If you did that, we could link to the article here, and everyone could read it. Without violating any copyright restrictions. Also, the link would appear alongside the paper name whenever it appeared in a Google Scholar search.
     
  16. Michiel Tack

    Michiel Tack Senior Member (Voting Rights)

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    Thanks for this helpful suggestion.

    I've been reading about this and it seems that I can post the Accepted Manuscript (AM) on my personal website but not on repositories like Researchgate. On the other hand, I can post the Author’s Original Manuscript (AOM) anywhere I like. see: Publishing Open Access - What is Open Access? | Author Services (taylorandfrancis.com)

    So I'm wondering what would be the best option: post the AM on me/cfsskeptic@wordpress.com or post the OAM on Researchgate?
     
  17. Woolie

    Woolie Senior Member

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    Hmmm, I would go for ResarchGate - you're right, technically, the rules only cover personal and institutional repositories, and ResearchGate is a third party private host. So yes, if you want to stay strictly in the rules, its not allowed.

    But in practice, everyone ignores that. The big publishing houses know they're on borrowed time if they mess with that (there is already a huge backlash against them in academic circles). Plus, in practice, there's no means for them to check the version you posted against the original one you submitted, so in other words, they cannot easily detect exactly which version you posted (unless its the final formatted one).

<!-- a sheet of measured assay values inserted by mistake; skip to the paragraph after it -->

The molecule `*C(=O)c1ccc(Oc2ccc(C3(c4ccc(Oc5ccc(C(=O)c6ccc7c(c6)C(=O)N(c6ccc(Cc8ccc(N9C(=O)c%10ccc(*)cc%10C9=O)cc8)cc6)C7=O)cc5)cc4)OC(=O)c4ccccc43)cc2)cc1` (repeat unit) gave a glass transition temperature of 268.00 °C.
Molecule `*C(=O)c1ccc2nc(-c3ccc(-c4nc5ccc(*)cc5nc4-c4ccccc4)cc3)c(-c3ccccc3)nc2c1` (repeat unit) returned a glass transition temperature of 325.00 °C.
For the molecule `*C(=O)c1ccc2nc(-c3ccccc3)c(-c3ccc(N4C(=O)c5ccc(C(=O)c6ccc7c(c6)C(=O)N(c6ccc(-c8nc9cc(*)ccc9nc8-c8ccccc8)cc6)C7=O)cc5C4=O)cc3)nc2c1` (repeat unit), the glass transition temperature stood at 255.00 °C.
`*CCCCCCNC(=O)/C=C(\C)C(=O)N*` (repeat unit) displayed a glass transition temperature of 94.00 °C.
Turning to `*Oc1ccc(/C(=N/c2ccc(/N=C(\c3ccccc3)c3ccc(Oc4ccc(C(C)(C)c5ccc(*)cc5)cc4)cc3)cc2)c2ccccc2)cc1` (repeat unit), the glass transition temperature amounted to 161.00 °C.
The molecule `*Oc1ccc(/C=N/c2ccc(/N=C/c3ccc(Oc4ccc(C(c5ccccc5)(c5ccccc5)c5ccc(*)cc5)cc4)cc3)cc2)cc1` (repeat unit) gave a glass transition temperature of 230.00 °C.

Technically speaking I don't think the rules would allow you to post your piece on WordPress for the same reason - its a private, third party host, not your own or your Instutition's website (You could link to it from elsewhere though). The reason ResearchGate is good is because its well trawled by Google Scholar bots. So the link to your fulltext paper is more likely to pop up if anyone does a google scholar search.
     
    Last edited: Nov 26, 2020
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  18. Aslaug

    Aslaug Moderator Staff Member

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    I agree with @Woolie, Researchgate is likely to make it more easy to find.
     
  19. Mike Dean

    Mike Dean Senior Member (Voting Rights)

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    Patients are not to be believed - except when answering unbelievable questionnaires.
     
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  20. Michiel Tack

    Michiel Tack Senior Member (Voting Rights)